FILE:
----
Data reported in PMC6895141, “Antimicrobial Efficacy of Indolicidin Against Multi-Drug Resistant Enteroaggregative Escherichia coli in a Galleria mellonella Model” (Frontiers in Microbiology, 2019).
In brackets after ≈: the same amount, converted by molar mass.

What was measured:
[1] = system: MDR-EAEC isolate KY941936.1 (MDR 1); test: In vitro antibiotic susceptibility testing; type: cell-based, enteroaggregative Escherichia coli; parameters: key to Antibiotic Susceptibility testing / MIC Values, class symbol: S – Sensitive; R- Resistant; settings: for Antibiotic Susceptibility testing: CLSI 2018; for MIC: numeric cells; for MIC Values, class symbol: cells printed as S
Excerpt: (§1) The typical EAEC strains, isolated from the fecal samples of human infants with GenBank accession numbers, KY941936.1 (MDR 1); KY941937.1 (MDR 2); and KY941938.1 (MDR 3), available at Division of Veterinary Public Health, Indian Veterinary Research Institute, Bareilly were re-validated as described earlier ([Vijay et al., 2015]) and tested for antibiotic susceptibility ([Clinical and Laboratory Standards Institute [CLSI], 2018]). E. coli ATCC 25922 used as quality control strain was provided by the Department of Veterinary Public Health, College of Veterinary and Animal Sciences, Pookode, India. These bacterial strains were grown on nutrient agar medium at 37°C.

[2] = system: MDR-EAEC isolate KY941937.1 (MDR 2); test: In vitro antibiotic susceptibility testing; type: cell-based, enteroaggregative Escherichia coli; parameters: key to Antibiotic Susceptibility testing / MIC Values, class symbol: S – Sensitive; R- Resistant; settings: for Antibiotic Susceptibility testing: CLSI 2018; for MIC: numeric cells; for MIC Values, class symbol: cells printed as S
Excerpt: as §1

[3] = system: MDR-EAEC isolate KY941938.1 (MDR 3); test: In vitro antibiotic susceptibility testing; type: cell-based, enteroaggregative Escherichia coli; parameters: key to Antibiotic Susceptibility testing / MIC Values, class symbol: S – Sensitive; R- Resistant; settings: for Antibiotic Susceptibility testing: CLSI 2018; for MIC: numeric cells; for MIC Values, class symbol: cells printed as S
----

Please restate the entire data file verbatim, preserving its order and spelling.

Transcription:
Data reported in PMC6895141, “Antimicrobial Efficacy of Indolicidin Against Multi-Drug Resistant Enteroaggregative Escherichia coli in a Galleria mellonella Model” (Frontiers in Microbiology, 2019).
In brackets after ≈: the same amount, converted by molar mass.

What was measured:
[1] = system: MDR-EAEC isolate KY941936.1 (MDR 1); test: In vitro antibiotic susceptibility testing; type: cell-based, enteroaggregative Escherichia coli; parameters: key to Antibiotic Susceptibility testing / MIC Values, class symbol: S – Sensitive; R- Resistant; settings: for Antibiotic Susceptibility testing: CLSI 2018; for MIC: numeric cells; for MIC Values, class symbol: cells printed as S
Excerpt: (§1) The typical EAEC strains, isolated from the fecal samples of human infants with GenBank accession numbers, KY941936.1 (MDR 1); KY941937.1 (MDR 2); and KY941938.1 (MDR 3), available at Division of Veterinary Public Health, Indian Veterinary Research Institute, Bareilly were re-validated as described earlier ([Vijay et al., 2015]) and tested for antibiotic susceptibility ([Clinical and Laboratory Standards Institute [CLSI], 2018]). E. coli ATCC 25922 used as quality control strain was provided by the Department of Veterinary Public Health, College of Veterinary and Animal Sciences, Pookode, India. These bacterial strains were grown on nutrient agar medium at 37°C.

[2] = system: MDR-EAEC isolate KY941937.1 (MDR 2); test: In vitro antibiotic susceptibility testing; type: cell-based, enteroaggregative Escherichia coli; parameters: key to Antibiotic Susceptibility testing / MIC Values, class symbol: S – Sensitive; R- Resistant; settings: for Antibiotic Susceptibility testing: CLSI 2018; for MIC: numeric cells; for MIC Values, class symbol: cells printed as S
Excerpt: as §1

[3] = system: MDR-EAEC isolate KY941938.1 (MDR 3); test: In vitro antibiotic susceptibility testing; type: cell-based, enteroaggregative Escherichia coli; parameters: key to Antibiotic Susceptibility testing / MIC Values, class symbol: S – Sensitive; R- Resistant; settings: for Antibiotic Susceptibility testing: CLSI 2018; for MIC: numeric cells; for MIC Values, class symbol: cells printed as S